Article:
Here in Europe, the European Union and several countries have been to quick to reassure their people that the government will offer financial support to businesses, workers and investors in order to stabilize the economy. In Uganda, Museveni has deliberately decided not to talk about the economic impacts of the pandemic & his response economically. Overall, even with these financial stimulus packages, I believe that we should expect tough economic times ahead. In Uganda, the situation is made even worse because 2020 is a political year. I expect unemployment & inflation to skyrocket, businesses to collapse and heavy spending on political campaigns instead of social services.

Lessons from the Pandemic

From this pandemic, we have seen that both developed and developing countries are prone to global shocks and disruptions. What started in a small city in China has spread to over 170 counties and killed hundreds every day. In terms of education, this situation presents a good opportunity for schools and universities in Uganda to fully embrace e-learning. E-learning is learning itself and should be incorporated into everyday learning.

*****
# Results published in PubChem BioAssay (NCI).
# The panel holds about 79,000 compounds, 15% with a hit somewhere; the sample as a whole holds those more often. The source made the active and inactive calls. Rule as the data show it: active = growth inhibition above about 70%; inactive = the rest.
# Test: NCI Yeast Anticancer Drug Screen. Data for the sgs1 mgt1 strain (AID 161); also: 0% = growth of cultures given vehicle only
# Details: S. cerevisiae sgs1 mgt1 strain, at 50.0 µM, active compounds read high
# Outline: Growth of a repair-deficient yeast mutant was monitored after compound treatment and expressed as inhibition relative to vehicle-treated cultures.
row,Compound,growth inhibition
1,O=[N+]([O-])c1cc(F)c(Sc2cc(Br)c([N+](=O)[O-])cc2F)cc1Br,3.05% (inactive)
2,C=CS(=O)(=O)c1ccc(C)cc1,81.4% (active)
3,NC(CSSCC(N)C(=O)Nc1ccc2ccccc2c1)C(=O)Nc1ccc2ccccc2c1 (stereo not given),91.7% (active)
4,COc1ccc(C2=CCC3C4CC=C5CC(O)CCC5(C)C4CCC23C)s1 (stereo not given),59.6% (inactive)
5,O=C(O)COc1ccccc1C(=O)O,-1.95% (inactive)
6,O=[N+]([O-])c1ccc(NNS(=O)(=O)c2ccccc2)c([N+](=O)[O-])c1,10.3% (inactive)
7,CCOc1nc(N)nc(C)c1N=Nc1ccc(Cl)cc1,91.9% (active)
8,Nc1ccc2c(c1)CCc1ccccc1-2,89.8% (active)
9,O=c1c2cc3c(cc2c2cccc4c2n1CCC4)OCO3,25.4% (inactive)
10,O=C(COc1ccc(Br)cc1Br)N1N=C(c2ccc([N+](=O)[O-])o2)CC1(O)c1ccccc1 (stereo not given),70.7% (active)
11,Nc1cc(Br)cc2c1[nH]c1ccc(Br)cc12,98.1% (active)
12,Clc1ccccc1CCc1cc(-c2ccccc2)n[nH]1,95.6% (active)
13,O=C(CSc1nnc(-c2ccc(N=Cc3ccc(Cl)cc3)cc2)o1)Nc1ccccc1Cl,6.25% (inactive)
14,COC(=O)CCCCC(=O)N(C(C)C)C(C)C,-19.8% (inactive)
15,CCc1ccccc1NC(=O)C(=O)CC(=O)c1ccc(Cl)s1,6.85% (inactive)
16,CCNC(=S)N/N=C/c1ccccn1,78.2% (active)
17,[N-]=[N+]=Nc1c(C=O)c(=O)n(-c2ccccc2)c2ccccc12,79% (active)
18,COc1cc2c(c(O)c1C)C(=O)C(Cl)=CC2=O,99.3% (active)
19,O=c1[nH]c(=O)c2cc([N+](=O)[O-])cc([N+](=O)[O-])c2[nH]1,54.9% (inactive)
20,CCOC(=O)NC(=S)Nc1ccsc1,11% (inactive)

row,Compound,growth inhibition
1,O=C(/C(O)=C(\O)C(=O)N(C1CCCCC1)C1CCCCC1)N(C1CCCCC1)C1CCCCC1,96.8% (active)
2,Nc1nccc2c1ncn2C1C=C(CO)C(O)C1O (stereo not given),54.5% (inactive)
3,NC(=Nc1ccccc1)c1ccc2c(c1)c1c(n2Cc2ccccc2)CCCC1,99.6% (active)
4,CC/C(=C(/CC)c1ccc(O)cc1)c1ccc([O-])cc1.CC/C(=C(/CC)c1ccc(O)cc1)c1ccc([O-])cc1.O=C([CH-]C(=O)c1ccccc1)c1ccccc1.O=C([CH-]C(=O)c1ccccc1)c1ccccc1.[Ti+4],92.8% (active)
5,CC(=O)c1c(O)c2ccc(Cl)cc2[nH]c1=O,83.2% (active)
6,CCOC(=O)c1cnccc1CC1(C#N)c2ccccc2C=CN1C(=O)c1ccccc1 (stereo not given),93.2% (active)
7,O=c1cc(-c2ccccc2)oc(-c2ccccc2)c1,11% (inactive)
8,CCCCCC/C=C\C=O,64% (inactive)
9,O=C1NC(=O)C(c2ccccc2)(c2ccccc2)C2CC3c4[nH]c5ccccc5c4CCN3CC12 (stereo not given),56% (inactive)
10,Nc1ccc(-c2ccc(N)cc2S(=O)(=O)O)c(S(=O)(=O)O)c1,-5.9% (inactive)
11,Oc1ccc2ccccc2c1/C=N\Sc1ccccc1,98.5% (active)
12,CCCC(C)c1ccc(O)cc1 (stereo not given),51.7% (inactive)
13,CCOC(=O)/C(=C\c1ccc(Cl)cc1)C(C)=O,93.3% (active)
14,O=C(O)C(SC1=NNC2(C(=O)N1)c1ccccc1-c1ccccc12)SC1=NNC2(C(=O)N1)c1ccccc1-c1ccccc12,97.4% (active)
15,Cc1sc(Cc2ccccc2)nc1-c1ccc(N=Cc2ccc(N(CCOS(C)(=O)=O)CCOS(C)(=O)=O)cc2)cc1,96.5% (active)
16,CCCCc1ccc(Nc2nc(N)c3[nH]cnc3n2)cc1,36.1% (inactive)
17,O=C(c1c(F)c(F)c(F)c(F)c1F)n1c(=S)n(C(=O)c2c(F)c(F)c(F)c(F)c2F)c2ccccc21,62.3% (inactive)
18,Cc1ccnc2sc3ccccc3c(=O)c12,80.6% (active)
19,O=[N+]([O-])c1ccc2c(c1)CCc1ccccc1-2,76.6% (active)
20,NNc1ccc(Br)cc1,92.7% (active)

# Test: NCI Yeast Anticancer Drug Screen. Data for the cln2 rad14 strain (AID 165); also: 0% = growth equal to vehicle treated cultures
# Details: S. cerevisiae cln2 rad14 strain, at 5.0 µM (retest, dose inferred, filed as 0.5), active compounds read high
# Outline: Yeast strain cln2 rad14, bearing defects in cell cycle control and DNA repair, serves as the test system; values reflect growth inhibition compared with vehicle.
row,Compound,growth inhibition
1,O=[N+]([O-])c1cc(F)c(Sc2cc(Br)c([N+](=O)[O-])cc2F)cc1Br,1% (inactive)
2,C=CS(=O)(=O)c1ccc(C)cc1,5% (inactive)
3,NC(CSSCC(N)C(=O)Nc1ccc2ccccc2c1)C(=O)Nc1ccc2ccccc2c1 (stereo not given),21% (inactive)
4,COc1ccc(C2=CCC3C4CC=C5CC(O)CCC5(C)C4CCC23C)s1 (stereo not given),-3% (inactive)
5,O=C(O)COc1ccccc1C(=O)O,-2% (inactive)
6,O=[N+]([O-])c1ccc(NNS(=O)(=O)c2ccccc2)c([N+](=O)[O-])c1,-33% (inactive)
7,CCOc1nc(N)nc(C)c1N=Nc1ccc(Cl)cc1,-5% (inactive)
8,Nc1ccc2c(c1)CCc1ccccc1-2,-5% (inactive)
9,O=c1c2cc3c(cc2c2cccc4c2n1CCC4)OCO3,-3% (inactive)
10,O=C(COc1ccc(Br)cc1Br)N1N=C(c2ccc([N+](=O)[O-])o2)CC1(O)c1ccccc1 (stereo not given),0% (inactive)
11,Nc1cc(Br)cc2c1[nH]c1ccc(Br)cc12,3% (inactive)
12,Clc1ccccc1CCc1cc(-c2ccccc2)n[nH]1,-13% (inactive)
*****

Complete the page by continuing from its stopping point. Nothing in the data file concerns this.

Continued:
In conclusion, this pandemic has once again shown that the world and humanity should work together to confront global challenges. Talking, criticizing has not been very helpful in this pandemic. Taking action and providing solutions are more important-and to save lives. I know people will do research and next year, we will have someone win the Nobel prize to suggesting to the world a new political or economic model or Covid-19 vaccine. What remains clear is that the impact of the Covid-19 global pandemic will be felt for many years to come. End